Like many others, I also revisited Nora’s writing, looking for the copy that might tell us Everything. This was more productive. As was widely noticed among Nora’s obituary writers, her slender last book, I Remember Nothing, published in 2010, could be seen in retrospect as a good-bye. It ended with elegiac summing-up lists titled “What I Won’t Miss” (“Funerals … Joe Lieberman … Panels on Women in Film”) and “What I Will Miss” (“My kids … Nick … Coming over the bridge to Manhattan … Pie”). The acknowledgments page that followed listed the expected family, friends, and editors—“and also, of course, my doctors.” For a book largely collating previously published material, Nora had also written a new final essay, not much noticed in 2010, in which she confronts the realization that she may have only a few more “good years” and broods about what she might do with them: “I try to say to myself, if this is one of the last days of my life, am I doing exactly what I want to be doing?” Deciding that she wants to “aim low,” she moves on to a joke defining an ideal day as “a frozen custard at Shake Shack and a walk in the park. (Followed by a Lactaid.)”
Such were the recent hints hiding in plain sight. So was the announcement that her upcoming project, a play for Broadway, took on the life of Mike McAlary, the New York tabloid columnist who did his most powerful work while being treated for colon cancer prior to his death, at age 41 in 1998. Reading further back, you’d discover that Nora had also addressed “the D word,” as she put it, directly in an earlier essay titled “Considering the Alternative,” published in Vogue (and reprinted as the concluding chapter in I Feel Bad About My Neck). The piece appeared in the summer of 2006, the year she learned of her illness. It was pegged to the imminent approach of her 65th birthday, but also to the recent deaths of friends. She writes at the outset that “denial has been a way of life for me for many years” but that she was leaving it behind in her sixties, now that she was seeing the “long shadows” of illness and death everywhere: “Death is a sniper. It strikes people you love, people you like, people you know, it’s everywhere. You could be next. But then you turn out not to be. But then again you could be … You can imagine you’ll be brave, but it’s just as possible you’ll be terrified. You can hope that you’ll find a way to accept death, but you could just as easily end up raging against it.” Nora also writes about the “Exit” file Henry Grunwald left behind, but she “can’t quite figure out how any of it applies” to herself.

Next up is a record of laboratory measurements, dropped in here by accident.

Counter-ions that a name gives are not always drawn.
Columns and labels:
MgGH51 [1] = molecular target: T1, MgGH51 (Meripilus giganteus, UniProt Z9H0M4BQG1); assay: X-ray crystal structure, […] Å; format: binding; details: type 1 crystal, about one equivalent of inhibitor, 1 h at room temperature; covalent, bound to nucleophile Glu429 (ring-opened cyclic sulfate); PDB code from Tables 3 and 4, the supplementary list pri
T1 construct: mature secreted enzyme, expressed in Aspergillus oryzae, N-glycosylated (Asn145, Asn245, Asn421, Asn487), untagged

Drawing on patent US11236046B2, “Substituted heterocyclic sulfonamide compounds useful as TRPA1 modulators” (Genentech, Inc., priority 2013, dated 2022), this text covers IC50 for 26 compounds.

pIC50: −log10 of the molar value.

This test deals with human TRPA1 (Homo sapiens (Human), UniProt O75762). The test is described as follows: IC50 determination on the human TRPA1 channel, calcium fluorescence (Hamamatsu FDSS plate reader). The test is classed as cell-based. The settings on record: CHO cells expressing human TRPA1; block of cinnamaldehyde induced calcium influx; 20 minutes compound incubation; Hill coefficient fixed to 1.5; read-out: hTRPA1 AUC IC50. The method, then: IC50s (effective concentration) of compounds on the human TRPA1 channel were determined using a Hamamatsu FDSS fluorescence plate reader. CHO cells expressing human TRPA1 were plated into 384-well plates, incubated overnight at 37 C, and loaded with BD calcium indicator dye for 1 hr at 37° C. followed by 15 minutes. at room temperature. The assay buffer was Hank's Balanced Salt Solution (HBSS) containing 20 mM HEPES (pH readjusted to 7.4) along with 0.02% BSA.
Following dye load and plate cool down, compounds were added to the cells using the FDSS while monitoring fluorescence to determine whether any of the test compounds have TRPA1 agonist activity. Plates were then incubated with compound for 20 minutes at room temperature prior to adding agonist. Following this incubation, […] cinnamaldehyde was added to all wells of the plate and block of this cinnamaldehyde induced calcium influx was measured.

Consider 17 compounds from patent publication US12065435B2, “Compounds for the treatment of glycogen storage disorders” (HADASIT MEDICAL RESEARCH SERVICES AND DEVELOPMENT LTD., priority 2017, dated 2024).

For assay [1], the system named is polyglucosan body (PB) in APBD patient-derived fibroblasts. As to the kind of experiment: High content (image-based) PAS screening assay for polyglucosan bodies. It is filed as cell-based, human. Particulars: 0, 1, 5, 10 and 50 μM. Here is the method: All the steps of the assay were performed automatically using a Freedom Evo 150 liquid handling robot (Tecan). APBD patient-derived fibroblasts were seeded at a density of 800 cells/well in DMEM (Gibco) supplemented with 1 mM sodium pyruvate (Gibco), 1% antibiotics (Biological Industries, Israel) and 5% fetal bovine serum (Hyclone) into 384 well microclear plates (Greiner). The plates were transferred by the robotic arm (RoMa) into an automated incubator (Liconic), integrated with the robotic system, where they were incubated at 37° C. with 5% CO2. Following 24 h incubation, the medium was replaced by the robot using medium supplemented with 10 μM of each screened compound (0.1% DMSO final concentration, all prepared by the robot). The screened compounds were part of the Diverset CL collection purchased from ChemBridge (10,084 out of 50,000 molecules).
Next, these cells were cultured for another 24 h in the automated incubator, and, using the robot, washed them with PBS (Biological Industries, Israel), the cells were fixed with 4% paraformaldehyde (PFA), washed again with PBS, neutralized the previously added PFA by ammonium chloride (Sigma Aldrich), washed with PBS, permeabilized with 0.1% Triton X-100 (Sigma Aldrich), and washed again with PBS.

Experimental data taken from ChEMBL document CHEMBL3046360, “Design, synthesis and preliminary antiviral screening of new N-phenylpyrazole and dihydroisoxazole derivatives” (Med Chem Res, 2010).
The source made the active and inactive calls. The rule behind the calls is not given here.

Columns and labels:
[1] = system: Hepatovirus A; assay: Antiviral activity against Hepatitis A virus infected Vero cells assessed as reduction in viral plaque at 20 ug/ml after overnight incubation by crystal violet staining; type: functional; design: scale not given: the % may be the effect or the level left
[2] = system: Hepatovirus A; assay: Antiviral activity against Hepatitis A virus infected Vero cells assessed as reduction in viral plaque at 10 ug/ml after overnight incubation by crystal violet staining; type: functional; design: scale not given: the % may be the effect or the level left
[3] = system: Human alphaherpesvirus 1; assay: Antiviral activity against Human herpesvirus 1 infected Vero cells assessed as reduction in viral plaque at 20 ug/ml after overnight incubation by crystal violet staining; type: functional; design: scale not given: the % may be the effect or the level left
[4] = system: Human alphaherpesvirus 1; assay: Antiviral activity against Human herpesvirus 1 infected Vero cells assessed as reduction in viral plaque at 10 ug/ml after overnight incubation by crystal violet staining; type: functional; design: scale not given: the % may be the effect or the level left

It was not for nothing that Nora’s movies were comedies, with the happy endings the form demands (in Hollywood, anyway). The few morbid pieces aside, most of her work remained funny in the final years. “The D Word” returns as the title of a chapter in I Remember Nothing, but in its final outing, the D is not for death but divorce, a topic she helped turn into a section at the Huffington Post and one that, from Heartburn on, she always navigated with humor. Nora’s later blog posts could be riotous. The phenomenon of the Scottish amateur singer Susan Boyle as a contestant on the TV show Britain’s Got Talent prompted this in 2009: “That song is worse than all of Andrew Lloyd Webber, and it’s worse than ‘It’s a Small World After All.’ That song from Les Misérables that Susan Boyle sings is the all-time most horrible song ever in history.” This is not gallows humor; it comes from a spirit that is alive to every vicissitude of the culture, down to the ephemeral trivia. It’s not the kind of writing we have come to expect from a dying writer. We’re more likely to think instead of the example of Hitchens, who, denied the option of hiding his physical decline, turned his last eighteen months of life into a multimedia torrent of interviews, philosophical debate, and testimonials he could still be on hand to witness. He wrote enough about dying to fill a book, Mortality, to be published next month.
Nora chose the un-Hitchens way to go. I can imagine her saying that this had something to do with the differences between men and women. (They did not differ in their disdain for religion.) Since her death, there has been plenty of theorizing among those who knew and loved her about the motives for her secrecy. For sure, Nora had some cause for hope until nearly the end. She had responded to earlier treatments. Also for sure, Nora wanted to keep working; she might well have assumed that a Hollywood studio would think twice about bankrolling a movie like Julie & Julia were there a serious chance the director might not be able to finish it. Another strain of conjecture had it that she was just too used to being in control, to being disciplined and strong-willed, to surrender to illness. “Above all, be the heroine of your life, not the victim,” Nora said in her oft-quoted 1996 commencement address at Wellesley. She hated complaining. She did not want to become her cancer. She did not want her illness to change the weather of any room she entered. She did not want to spend every day fending off an onslaught of concerned questions. She didn’t want to be thought of as a lesser person. She did not want friends to see her falling apart.